“Every minute of the school day has been scrutinized for its instructional value and recess—a break from instruction—often didn’t survive the scrutiny,” writes Day. “It was, by definition, a waste of time.”

He adds that a school administration’s arguments against recess usually centre on the belief that more classroom time and less unstructured playtime will result in better academic performance. But Day doesn’t agree.

“Repeated studies have shown that when recess is delayed, children pay less and less attention,” Day says. “They are more focused on days when they have recess.”

The American Academy of Pediatrics (AAP) has done extensive research on the topic and published an article in their medical journal, Pediatrics, to relay their findings.

“The AAP believes that recess is a crucial and necessary component of a child’s development and, as such, it should not be withheld for punitive or academic reasons,” says the AAP’s Council on School Health in their article entitled “The Crucial Role of Recess in School.” “Recess represents an essential, planned respite from rigorous cognitive tasks. It affords a time to rest, play, imagine, think, move, and socialize. After recess, for children or for adolescents, students are more attentive and better able to perform cognitively. In addition, recess helps young children to develop social skills that are otherwise not acquired in the more structured classroom environment.”

Parents Propose a Solution
Bardal and Pomaranski believe that airing parental concerns to NCI’s administration is important, but it’s not enough. Becoming active members of NCI’s PAC would have a far greater impact on the overall health and welfare of the middle-school children. 

“Leslie and I have learned that middle-years representation and interest in fundraising are not a focus for the current PAC,” says Pomaranski. “They have operated as an advisory committee for many years—[which is] acceptable and understandable for a senior years’ environment—and are content to manage as such going forward.”

Both have expressed an interest in joining the current four-member PAC, but they say that changes to the structure would be required if they and other working parents were to come on board. At present, NCI’s PAC meets during lunch breaks, once per month in the principal’s office. Upon inquiry, both women received little indication that this meeting time and location is flexible.

Pomaranski, who previously served for six years as president on the NES PAC, says NCI’s PAC has outdated policies on their website and provides little information to parents by way of official public minutes of their meetings. 

“Moving from a structured environment at NES to a very different environment at NCI is a difficult transition for Grade Five parents,” says Pomaranski. “Parents feel frustrated with communication formats, not knowing where to look to find information or understand what the PAC focus is. Or even how to reach out to them, find out when meetings are, or where to attend. Generally, I would say the group of [middle-years] parents feel ill-informed and unwelcome.”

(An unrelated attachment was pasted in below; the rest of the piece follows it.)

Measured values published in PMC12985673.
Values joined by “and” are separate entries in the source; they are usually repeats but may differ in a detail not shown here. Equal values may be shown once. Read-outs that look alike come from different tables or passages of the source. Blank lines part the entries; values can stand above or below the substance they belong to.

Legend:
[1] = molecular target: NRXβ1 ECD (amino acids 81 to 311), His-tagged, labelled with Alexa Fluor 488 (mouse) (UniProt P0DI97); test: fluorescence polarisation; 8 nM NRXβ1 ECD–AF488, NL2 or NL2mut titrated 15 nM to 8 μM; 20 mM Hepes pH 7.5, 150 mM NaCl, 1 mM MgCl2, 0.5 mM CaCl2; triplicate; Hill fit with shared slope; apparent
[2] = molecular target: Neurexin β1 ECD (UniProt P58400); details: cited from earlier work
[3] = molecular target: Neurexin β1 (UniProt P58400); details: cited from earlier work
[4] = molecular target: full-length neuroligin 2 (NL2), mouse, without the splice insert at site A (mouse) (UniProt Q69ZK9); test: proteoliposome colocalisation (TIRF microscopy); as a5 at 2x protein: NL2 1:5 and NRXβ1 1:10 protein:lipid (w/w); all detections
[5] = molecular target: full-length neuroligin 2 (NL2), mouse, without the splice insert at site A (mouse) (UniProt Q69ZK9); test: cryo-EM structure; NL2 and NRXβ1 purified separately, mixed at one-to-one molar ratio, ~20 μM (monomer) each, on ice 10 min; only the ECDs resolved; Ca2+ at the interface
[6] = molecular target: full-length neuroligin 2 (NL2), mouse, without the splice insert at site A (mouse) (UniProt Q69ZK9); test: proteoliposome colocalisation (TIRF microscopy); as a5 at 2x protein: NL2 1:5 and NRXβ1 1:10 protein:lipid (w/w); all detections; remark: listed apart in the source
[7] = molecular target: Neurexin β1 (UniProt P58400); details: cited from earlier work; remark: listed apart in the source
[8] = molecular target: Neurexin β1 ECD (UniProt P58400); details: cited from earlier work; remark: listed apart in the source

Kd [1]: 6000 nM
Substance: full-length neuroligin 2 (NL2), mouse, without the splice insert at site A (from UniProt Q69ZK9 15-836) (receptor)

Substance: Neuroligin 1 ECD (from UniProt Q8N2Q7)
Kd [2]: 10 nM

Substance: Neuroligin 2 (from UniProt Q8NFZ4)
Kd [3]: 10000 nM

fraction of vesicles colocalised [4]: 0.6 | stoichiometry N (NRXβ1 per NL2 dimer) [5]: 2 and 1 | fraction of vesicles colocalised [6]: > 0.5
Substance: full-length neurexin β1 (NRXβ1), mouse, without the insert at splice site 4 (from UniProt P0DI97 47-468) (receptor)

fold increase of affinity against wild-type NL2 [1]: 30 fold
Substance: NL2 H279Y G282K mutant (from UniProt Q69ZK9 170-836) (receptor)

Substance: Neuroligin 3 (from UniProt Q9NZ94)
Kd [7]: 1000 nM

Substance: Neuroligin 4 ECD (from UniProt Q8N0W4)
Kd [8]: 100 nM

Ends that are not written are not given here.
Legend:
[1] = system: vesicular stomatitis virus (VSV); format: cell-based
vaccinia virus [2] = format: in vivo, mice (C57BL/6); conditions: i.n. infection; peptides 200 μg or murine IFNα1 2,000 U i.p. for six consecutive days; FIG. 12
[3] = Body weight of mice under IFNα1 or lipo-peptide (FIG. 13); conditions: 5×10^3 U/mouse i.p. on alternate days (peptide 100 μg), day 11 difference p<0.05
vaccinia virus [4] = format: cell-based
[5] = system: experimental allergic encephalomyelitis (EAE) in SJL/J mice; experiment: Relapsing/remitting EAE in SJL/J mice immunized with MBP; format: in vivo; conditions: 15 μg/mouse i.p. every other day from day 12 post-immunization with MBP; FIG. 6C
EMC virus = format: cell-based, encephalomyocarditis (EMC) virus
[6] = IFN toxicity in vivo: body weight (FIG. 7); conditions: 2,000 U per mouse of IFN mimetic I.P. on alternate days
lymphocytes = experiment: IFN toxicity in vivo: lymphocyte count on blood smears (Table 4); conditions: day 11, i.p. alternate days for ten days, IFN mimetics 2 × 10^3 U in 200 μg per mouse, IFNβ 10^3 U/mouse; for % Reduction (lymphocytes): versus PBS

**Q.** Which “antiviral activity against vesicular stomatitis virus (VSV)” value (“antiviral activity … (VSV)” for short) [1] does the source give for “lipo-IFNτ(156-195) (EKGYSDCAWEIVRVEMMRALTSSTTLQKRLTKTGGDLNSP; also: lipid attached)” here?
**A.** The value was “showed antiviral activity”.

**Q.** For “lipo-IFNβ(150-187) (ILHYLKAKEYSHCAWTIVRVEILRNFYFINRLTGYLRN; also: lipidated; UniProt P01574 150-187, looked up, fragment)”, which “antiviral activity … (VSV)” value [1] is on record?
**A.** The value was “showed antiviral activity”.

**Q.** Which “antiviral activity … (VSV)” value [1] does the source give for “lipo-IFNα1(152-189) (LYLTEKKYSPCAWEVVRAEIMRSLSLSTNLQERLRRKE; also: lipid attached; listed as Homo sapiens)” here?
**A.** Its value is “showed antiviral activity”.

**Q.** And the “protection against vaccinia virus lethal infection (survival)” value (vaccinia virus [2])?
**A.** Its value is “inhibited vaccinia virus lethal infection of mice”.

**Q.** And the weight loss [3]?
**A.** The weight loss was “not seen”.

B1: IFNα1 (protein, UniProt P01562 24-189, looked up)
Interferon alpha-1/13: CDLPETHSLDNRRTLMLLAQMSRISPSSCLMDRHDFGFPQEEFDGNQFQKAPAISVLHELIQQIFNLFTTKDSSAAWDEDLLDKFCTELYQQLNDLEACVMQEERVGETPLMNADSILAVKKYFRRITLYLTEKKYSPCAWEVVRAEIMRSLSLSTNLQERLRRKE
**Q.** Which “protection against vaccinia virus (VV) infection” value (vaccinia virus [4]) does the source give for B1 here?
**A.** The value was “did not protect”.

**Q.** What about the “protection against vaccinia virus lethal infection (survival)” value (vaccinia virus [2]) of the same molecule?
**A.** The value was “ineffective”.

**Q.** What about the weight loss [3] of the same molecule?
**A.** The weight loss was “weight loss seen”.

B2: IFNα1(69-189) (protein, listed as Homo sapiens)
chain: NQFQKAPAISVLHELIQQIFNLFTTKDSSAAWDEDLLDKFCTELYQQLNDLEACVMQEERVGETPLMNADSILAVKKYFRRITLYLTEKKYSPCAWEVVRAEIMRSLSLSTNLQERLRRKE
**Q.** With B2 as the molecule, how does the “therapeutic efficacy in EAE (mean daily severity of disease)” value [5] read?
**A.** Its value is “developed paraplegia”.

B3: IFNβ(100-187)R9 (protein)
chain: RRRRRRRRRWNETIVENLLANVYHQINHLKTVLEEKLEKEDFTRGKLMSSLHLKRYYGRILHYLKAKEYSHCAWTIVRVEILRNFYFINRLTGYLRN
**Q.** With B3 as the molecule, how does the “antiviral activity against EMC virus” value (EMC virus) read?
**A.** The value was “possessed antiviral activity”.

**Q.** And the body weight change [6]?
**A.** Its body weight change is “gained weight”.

Alison Fehr, chairperson of the existing PAC, says that the advisory council operates fairly.

“Meeting times are in no way set in stone,” says Fehr. “The current time of our meetings was based on the dynamic of the committed volunteers we had for the 2016/17 school year… [We are here] to work in cooperation with the parents, school staff, trustees, and members of the community to support and enhance the learning experience of the students of the NCI.”

The PAC’s duties, Fehr says, may include advising the principal regarding school policies, activities, and student behaviour management. Their goal is to establish ongoing communication with all parents of the students, and with community members.

Because Hanover School Division policies allow for only one PAC per school, Bardal and Pomaranski recognize that a second middle-years PAC is not an option nor conducive to a spirit of unity for the entire school. In two years, when the senior high students move to their new school, a separate PAC for middle years will be a necessity.

But the time to begin that representation, they say, is right now.

“Planning and conversation must start now for possible playground enhancements as the majority of money will need to come from grants, donations, and fundraising,” says Bardal, who was the chairperson of NES’s previous Play Structure Committee. 

Both women strongly encourage a contingent of middle-years parents to join the NCI PAC and provide a stronger voice for middle-years needs. 

“Programming, special events, and recess playtime are very different at ages 10 to 12 than at senior years,” adds Bardal. “An updated constitution that [offers better] parent advising and input, as well as fundraising for equipment, special events, and playground enhancements would be advantageous.”

“We have an opportunity to learn from one another now,” Pomaranski says. “With the support of the current administration and PAC, we could certainly be a fantastic, collaborative, and experienced group around the table to assess and meet the middle-years needs at NCI, now and in the future.”

Fehr says that she supports any middle-years parents who wish to become more proactive and join the advisory council. “We would love to have more members join. If there are enough committed parents that would appreciate a different meeting time, we can definitely discuss that at our fall organizational meeting. All interested parents are welcome to attend.”

Bardal and Pomaranski encourage middle-years parents to seek out and sign the PAC member list, which will be available at NCI on Meet the Teacher night in September. Fehr says that they will attempt to have a notice posted on the school’s website regarding the date and time of their first organizational meeting.

For more information

Nicholas Day, Slate, “The Rebirth of Recess.” August 29, 2012 (
American Academy of Pediatrics, Pediatrics, “The Crucial Role of Recess in School.” 2013 (